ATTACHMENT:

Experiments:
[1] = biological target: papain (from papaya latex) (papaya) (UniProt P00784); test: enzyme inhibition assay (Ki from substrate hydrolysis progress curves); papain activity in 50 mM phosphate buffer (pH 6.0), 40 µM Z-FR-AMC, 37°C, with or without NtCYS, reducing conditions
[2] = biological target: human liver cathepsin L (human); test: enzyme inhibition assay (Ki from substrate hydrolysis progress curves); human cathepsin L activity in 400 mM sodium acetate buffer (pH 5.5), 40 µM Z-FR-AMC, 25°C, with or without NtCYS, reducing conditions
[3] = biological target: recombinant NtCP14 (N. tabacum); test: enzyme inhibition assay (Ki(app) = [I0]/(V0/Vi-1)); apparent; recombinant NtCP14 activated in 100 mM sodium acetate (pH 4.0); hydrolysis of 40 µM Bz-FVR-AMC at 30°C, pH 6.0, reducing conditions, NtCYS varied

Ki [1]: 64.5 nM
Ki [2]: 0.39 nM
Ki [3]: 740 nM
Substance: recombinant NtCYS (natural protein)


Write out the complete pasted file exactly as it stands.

Experiments:
[1] = biological target: papain (from papaya latex) (papaya) (UniProt P00784); test: enzyme inhibition assay (Ki from substrate hydrolysis progress curves); papain activity in 50 mM phosphate buffer (pH 6.0), 40 µM Z-FR-AMC, 37°C, with or without NtCYS, reducing conditions
[2] = biological target: human liver cathepsin L (human); test: enzyme inhibition assay (Ki from substrate hydrolysis progress curves); human cathepsin L activity in 400 mM sodium acetate buffer (pH 5.5), 40 µM Z-FR-AMC, 25°C, with or without NtCYS, reducing conditions
[3] = biological target: recombinant NtCP14 (N. tabacum); test: enzyme inhibition assay (Ki(app) = [I0]/(V0/Vi-1)); apparent; recombinant NtCP14 activated in 100 mM sodium acetate (pH 4.0); hydrolysis of 40 µM Bz-FVR-AMC at 30°C, pH 6.0, reducing conditions, NtCYS varied

Ki [1]: 64.5 nM
Ki [2]: 0.39 nM
Ki [3]: 740 nM
Substance: recombinant NtCYS (natural protein)